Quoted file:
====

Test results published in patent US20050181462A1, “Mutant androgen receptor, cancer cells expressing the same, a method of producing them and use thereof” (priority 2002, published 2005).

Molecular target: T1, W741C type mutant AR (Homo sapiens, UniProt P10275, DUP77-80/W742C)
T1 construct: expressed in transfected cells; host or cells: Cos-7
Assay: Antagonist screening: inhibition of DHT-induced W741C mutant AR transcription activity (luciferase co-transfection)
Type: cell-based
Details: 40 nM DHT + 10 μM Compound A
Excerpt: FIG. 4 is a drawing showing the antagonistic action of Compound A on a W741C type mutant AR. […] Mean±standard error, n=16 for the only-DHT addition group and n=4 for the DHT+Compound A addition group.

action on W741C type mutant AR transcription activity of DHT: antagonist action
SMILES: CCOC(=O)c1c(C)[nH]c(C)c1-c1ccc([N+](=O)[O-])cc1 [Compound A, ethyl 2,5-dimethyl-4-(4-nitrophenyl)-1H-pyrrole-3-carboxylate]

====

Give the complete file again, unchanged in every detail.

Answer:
Test results published in patent US20050181462A1, “Mutant androgen receptor, cancer cells expressing the same, a method of producing them and use thereof” (priority 2002, published 2005).

Molecular target: T1, W741C type mutant AR (Homo sapiens, UniProt P10275, DUP77-80/W742C)
T1 construct: expressed in transfected cells; host or cells: Cos-7
Assay: Antagonist screening: inhibition of DHT-induced W741C mutant AR transcription activity (luciferase co-transfection)
Type: cell-based
Details: 40 nM DHT + 10 μM Compound A
Excerpt: FIG. 4 is a drawing showing the antagonistic action of Compound A on a W741C type mutant AR. […] Mean±standard error, n=16 for the only-DHT addition group and n=4 for the DHT+Compound A addition group.

action on W741C type mutant AR transcription activity of DHT: antagonist action
SMILES: CCOC(=O)c1c(C)[nH]c(C)c1-c1ccc([N+](=O)[O-])cc1 [Compound A, ethyl 2,5-dimethyl-4-(4-nitrophenyl)-1H-pyrrole-3-carboxylate]